Bruce Springsteen’s ‘Magic’ is a Trick of Craven Public Relations
I get it. My regular readers may note that—in addition to my contributions to this blog and other writings—I am a musician. No one tells me what to write, say, or sing. And the songs I write articulate my philosophies and beliefs. Sometimes people disagree with those philosophies and beliefs. Fair enough.
Bruce Springsteen has come out with a new album. He spent much of the last few years campaigning for Democrat candidates and at the behest of MoveOn.org (the left-iest of the leftist left). So far so good.
His new album professes his anti-war sentiment. Well, that’s not really fair. I know of no one who is “pro-war,” per se. But it is pretty clear that Bruce does not think that we should be in this war…or the one just before this one…or the one before that, come to think of it. Anyway—Bruce wants us out of Iraq. Again, we can agree and/or disagree—no problem. His art, his message.
It is one thing for the expression or performance of art to inspire outrage, discussion, or thought; and it is quite another to beat the drum of controversy first, in a craven attempt to generate sales. This is especially true when you are using our national divisions and the blood of soldiers to do so.
The new Springsteen album, titled “Magic” and released last week, has been getting a lot of press. Some of that press has been complimentary of the music itself, but most has been “controversy spin.” The Guardian’s recent article “Springsteen ready for criticism over ‘Magic’ words” is one such example. Note that there is, at this point, no criticism—but darn it, as the article title suggests, Bruce is ready for it. And the article takes a swipe at talk radio as well, quoting Joe Levy of Rolling Stone, ”Springsteen will likely be grist for the mill among conservative radio and talk show hosts who will likely rail against the record and its message.” “Likely,” eh? One cannot help but detect a bit of hope in Mr. Levy’s comments and Bruce’s “readiness” that a few talk show hosts and other folks will actually talk about the album.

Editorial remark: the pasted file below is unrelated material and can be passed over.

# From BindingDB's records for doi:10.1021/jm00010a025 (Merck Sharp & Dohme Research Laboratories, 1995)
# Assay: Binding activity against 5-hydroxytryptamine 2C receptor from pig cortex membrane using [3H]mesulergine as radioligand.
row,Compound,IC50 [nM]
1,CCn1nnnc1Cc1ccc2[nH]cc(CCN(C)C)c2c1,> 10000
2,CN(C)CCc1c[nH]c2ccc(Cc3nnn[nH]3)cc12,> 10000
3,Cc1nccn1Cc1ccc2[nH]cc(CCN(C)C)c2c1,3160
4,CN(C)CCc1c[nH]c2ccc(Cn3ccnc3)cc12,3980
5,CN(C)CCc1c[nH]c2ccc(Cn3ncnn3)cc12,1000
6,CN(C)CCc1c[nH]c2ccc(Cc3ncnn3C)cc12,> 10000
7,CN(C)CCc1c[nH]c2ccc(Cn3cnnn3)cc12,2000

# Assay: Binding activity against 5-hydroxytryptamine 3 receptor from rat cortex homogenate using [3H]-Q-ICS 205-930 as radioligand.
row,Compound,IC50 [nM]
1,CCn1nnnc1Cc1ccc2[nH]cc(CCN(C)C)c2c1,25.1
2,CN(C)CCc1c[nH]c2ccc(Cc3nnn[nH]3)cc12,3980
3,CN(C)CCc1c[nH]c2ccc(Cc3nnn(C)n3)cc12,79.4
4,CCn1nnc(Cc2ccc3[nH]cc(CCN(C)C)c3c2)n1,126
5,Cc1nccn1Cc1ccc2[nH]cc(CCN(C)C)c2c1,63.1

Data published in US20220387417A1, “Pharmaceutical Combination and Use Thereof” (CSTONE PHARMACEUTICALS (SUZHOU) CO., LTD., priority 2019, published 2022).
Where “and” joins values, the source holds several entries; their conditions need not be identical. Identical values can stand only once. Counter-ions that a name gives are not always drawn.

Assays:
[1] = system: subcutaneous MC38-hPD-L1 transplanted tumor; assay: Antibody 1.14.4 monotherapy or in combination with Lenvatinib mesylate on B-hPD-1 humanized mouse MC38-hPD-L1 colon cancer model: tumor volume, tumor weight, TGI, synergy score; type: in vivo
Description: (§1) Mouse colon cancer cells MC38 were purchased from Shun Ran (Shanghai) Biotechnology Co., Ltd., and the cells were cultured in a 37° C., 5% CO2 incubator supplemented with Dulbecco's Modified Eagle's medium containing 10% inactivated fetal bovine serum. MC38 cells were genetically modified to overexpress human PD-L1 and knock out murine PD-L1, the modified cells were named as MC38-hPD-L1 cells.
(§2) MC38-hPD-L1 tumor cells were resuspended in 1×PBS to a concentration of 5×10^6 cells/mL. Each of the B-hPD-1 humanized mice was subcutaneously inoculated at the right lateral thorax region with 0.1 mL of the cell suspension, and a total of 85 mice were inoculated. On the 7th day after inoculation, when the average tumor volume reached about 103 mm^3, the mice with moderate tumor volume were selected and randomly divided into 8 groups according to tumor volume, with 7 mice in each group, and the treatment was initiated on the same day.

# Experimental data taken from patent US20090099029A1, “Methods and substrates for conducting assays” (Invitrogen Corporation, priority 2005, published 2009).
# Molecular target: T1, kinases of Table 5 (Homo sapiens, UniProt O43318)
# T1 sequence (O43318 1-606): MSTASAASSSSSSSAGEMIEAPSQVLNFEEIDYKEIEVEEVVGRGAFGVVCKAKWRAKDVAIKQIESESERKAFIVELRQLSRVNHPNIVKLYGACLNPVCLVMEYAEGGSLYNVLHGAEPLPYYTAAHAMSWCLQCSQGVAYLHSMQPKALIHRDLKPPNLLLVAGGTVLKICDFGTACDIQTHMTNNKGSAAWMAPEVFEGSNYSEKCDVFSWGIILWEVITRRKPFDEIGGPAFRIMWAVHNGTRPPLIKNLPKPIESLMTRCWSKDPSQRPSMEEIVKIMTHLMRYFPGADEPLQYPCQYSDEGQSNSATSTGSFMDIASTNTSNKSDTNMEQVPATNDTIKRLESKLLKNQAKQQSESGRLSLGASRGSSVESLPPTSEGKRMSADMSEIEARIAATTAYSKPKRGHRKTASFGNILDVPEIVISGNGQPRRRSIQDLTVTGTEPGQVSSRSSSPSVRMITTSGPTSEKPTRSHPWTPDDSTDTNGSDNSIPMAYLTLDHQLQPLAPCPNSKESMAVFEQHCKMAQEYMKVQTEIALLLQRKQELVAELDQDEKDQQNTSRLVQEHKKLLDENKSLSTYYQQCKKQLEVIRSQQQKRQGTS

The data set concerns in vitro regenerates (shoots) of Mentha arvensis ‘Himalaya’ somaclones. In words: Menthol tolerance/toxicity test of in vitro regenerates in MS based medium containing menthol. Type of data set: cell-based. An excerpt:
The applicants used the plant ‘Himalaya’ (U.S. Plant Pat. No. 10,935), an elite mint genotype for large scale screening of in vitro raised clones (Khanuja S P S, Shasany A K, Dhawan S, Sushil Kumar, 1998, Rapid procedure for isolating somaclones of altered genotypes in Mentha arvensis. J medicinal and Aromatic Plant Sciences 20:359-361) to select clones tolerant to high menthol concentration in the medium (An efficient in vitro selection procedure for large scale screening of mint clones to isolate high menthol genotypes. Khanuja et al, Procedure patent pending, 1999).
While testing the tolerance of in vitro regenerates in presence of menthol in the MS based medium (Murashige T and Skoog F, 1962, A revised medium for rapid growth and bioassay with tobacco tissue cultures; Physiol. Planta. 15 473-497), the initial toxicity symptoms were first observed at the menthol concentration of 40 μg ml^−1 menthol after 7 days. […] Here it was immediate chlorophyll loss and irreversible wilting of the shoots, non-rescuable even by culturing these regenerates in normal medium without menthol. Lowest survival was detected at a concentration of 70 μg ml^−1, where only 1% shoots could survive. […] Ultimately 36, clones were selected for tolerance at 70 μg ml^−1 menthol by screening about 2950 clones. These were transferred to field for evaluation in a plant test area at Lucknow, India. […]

All of this seemingly coordinated messaging smacks of a focused PR effort to not only “get in front” of the issue, but to literally drive the message and generate the hype. Real controversies generate themselves without artificial prodding. True art inspires its own discussions. Good music sells in spite of controversy, not because of it.
Remember—no one has yet criticized Bruce Springsteen or his message that I am aware of. And if there is any criticism, those authors have a right to their say as well. Freedom works. PR and advertising people do their job, and band’s and record companies sell music for profit.
Some record labels use Night-club frolics, love affairs, faux grudges, and rehab clinics to gin-up the publicity that their stars need when albums are released. We all cringe at such ploys and shrug our shoulders in dejected acceptance that this comes with the territory. The Springsteen team appears to be using their political media connections to do so. Hey—freedom of speech, I really get that, too. But as the fans are cheering “The Boss” and holding up signs at concerts saying things like “No Blood for Oil” they would do well to remember that this is a “profit” deal. Each attendee will have paid upwards of $79.00 per seat for the concert tickets, the album sells for $9.97 at Amazon.com, and you can download individual tracks off the album for $.99 each from Itunes.
Today’s Springsteen fans may not like the reasoning or execution of the Iraq conflict, but they must find a way to philosophically justify squeezing a few drops of that precious blood into a seemingly contrived controversy that revitalizes a music career and generates literally hundreds of million of dollars in revenue for…um…let’s just call them ”Big Music.”
I want all musicians to get paid for their performances and their product. I do not begrudge them that. And it is certainly not necessary that they agree with me on any counts at all. If any individual or group should attempt to silence a musician, I stand at the ready to defend them. But it is this writer’s (and musician’s) opinion that the intentional conjuring of pseudo-controversy on an issue that indeed is tinted by the blood of soldiers and patriots crosses a line. The Springsteen publicity machine should not be silenced, but perhaps they should be a bit ashamed.